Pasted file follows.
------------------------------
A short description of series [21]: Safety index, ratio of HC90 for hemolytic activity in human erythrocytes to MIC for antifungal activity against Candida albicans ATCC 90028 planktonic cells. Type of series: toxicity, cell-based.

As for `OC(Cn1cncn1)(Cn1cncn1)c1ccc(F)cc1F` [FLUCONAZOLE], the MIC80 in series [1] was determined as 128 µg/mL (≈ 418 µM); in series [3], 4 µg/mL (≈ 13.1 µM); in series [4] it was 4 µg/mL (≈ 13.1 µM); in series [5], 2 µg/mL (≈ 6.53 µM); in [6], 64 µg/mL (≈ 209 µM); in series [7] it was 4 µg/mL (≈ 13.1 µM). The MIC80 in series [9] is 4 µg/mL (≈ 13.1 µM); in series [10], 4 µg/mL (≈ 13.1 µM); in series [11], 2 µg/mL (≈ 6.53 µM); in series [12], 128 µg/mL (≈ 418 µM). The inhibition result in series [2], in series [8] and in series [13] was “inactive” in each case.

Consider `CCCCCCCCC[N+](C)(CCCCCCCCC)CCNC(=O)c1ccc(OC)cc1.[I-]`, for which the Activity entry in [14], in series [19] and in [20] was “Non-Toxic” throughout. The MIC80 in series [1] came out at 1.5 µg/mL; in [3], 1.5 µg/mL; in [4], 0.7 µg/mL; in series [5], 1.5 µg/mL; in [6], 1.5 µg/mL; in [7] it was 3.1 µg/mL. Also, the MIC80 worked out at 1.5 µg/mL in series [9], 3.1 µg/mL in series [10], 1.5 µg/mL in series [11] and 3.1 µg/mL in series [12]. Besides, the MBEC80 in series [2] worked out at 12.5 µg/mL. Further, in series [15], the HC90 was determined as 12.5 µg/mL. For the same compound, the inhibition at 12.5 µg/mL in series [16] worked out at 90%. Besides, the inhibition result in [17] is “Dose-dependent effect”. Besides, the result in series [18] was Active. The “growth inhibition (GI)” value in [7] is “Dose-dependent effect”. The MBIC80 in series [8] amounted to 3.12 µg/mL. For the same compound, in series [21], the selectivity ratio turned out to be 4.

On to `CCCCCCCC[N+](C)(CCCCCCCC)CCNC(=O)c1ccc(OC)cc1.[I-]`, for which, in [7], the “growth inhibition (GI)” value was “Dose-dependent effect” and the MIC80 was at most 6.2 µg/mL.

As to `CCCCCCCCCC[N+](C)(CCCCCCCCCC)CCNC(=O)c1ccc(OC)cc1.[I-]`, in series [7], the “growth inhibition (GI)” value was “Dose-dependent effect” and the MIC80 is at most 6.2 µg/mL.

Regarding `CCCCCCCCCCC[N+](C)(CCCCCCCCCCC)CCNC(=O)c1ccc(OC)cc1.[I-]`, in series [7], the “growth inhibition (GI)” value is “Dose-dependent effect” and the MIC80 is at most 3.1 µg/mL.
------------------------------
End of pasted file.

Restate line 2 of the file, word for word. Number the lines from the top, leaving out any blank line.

As for `OC(Cn1cncn1)(Cn1cncn1)c1ccc(F)cc1F` [FLUCONAZOLE], the MIC80 in series [1] was determined as 128 µg/mL (≈ 418 µM); in series [3], 4 µg/mL (≈ 13.1 µM); in series [4] it was 4 µg/mL (≈ 13.1 µM); in series [5], 2 µg/mL (≈ 6.53 µM); in [6], 64 µg/mL (≈ 209 µM); in series [7] it was 4 µg/mL (≈ 13.1 µM). The MIC80 in series [9] is 4 µg/mL (≈ 13.1 µM); in series [10], 4 µg/mL (≈ 13.1 µM); in series [11], 2 µg/mL (≈ 6.53 µM); in series [12], 128 µg/mL (≈ 418 µM). The inhibition result in series [2], in series [8] and in series [13] was “inactive” in each case.